In the run up to launch in 2024, there is now a much greater window of opportunity to clarify, educate and consult with all stakeholders, something the Government has already taken the opportunity to do. Given that PRNs/PERNs are here to stay for at least another 4 years, a consultation has already been launched to ensure the correct refinements and improvements are made to the current system.

And, while brands and retailers may be breathing a sigh of relief at having one more year before EPR, we must absolutely afford to be complacent. This is just one example of how quickly legislation / EPR changes are happening.

It is imperative that manufacturers, brands and retailers stay abreast of all regulations understand what it means to their business and ultimately, their bottom line.
GC1Gillian Orr

A year may sound like a reasonable buffer right now, but more detailed reporting is still required only 9 months from now, from January 2023. This reporting through the new Scheme Administrator will include component-level packaging data by weight across all packaging tiers, and even goes some way to introduce recyclability reporting ahead of eco-modulation in 2025.

Enablers and disruptors to recyclability will need to be declared as part of packaging submissions, which is a level of detail that many businesses simply don’t collect right now. At the end of the day, eco-modulation is still coming sooner than we might be ready for, and it is likely to be as robust, (if not more so) as many successful schemes in Europe.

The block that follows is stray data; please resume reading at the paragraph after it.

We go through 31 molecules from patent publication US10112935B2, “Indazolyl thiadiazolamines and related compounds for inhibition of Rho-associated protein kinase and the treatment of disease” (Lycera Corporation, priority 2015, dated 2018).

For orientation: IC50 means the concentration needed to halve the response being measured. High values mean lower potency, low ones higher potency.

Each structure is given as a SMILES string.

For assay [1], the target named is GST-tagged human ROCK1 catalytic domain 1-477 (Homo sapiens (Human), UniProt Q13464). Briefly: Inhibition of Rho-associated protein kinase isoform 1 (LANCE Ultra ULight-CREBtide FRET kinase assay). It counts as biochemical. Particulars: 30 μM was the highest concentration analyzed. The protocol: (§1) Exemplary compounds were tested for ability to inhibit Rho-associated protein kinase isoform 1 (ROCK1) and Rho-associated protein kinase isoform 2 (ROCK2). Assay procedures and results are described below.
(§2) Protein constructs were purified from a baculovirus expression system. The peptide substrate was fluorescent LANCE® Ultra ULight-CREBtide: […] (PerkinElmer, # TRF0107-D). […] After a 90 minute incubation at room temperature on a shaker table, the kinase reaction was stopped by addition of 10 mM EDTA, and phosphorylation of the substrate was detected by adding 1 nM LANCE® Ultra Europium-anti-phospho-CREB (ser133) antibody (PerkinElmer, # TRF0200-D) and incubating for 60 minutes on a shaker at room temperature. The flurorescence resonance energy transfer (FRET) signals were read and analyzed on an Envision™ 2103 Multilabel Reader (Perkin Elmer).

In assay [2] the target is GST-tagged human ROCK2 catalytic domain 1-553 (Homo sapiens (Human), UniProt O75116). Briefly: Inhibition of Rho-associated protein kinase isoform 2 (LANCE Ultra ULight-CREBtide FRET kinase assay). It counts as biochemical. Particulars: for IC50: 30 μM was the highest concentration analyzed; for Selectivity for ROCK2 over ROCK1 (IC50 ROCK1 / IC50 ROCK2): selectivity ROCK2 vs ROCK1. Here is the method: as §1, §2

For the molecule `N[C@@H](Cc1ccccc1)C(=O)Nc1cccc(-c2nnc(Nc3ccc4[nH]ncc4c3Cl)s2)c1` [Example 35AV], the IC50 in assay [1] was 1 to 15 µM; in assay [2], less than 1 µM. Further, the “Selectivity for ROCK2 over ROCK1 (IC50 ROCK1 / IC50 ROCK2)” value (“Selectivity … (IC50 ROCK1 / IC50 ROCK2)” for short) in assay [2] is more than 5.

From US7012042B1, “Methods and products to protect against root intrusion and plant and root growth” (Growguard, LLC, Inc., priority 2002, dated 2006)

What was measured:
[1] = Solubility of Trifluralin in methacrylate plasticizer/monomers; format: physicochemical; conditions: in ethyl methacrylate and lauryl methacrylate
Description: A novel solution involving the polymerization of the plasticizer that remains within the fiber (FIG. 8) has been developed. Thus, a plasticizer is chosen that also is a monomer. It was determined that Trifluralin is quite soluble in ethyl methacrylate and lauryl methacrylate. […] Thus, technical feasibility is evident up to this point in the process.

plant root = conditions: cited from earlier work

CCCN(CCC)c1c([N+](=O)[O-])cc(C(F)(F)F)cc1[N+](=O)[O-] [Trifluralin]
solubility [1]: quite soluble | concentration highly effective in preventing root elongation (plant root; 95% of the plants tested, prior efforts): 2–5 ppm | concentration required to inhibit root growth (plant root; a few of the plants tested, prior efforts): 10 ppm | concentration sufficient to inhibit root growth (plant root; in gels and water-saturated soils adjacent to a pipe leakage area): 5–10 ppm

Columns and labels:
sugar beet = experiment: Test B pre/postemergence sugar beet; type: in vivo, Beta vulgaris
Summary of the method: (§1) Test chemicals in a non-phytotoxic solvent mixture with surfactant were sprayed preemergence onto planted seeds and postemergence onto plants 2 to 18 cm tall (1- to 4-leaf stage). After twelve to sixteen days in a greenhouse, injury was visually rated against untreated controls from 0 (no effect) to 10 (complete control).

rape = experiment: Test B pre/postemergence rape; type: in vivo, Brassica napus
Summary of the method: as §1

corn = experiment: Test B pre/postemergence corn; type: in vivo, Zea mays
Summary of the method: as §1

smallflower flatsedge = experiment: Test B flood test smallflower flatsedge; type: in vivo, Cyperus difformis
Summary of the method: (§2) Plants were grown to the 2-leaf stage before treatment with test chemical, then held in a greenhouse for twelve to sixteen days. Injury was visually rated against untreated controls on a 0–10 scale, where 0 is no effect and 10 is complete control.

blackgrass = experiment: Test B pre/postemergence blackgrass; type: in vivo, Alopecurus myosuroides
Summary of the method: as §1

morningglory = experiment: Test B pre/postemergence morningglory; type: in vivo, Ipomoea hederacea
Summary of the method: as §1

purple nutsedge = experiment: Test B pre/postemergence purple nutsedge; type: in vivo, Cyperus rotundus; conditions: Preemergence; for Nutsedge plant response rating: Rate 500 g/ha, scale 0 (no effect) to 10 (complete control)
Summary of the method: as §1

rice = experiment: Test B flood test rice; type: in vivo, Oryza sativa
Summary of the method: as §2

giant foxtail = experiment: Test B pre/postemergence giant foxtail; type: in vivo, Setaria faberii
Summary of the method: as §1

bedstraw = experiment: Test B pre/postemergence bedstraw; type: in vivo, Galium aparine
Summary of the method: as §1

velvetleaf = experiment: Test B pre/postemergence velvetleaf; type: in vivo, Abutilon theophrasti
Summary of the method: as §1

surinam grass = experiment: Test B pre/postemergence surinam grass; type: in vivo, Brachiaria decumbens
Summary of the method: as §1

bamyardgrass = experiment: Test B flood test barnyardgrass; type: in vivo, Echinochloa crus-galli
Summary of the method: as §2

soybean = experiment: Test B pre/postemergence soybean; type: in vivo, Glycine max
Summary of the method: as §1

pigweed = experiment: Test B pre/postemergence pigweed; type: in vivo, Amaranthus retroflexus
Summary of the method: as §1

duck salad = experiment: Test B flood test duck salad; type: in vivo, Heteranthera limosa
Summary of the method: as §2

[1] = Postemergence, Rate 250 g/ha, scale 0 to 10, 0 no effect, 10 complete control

At Sun Strategy, we would strongly advise using this time to look more closely at to these existing EPR frameworks for learning and preparation, although the fees and criteria of the UK scheme are still to be announced, they are likely to follow the same mechanism to encourage design for recyclability.

Overall, the slight delay to UK EPR absolutely must be used as an opportunity, it would be foolish for businesses to take their foot off the gas now. By gathering a comprehensive data baseline and having a real-time view of your packaging portfolio, changes can be made now to mitigate EPR and eco-modulated fees before they are even enforced.

Ultimately, now we have a unique opportunity for brands and retailers to get ahead and ‘EPR-proof’ their packaging portfolios, whilst also promoting more sustainable, responsible and circular packaging choices for their consumers.

If you would like to keep up to date with rapidly changing global legislation, please check out our Horizon Scanning quarterly update.

To help our clients manage their packaging data, e-halo combines consultancy services with a technology solution designed to manage future technical and sustainability packaging requirements for brands and retailers. To find out more, please watch the video below or get in touch at


About the author

imageedit 1 6168940299Gillian Orr – Lead Sustainability Consultant

Gill is a lead consultant, dedicated to providing clients with sustainable packaging strategy, process mapping / improvement and decoding the complex arena of global packaging regulation. She has experience across FMCG, food service and branded clients globally, implementing teams, processes and strategies to drive efficiency while ensuring transparency and integrity of packaging data through technology. Her solution-led, detail-oriented and collaborative approach ensures our clients receive the best possible advice to meet their sustainability targets and reduce waste - in all senses of the word.